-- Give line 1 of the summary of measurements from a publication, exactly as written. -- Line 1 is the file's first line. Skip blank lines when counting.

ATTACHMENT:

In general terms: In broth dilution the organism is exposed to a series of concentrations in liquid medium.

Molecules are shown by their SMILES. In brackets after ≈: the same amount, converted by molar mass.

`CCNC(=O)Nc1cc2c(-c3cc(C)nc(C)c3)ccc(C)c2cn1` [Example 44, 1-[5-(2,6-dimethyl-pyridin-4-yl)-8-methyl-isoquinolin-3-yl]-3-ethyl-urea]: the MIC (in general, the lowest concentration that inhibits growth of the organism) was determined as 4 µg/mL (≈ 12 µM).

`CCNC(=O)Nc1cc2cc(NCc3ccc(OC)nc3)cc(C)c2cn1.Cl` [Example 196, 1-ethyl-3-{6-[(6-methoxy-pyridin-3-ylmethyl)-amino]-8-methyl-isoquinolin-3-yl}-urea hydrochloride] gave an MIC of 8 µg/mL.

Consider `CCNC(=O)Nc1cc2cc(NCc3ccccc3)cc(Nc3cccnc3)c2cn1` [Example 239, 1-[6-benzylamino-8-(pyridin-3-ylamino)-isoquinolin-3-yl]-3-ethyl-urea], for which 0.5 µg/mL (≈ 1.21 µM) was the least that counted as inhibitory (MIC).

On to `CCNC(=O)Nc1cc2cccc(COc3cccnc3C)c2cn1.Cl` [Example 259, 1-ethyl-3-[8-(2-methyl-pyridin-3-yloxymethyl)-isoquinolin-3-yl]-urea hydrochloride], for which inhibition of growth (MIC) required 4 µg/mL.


In general terms: In broth dilution the organism is exposed to a series of concentrations in liquid medium.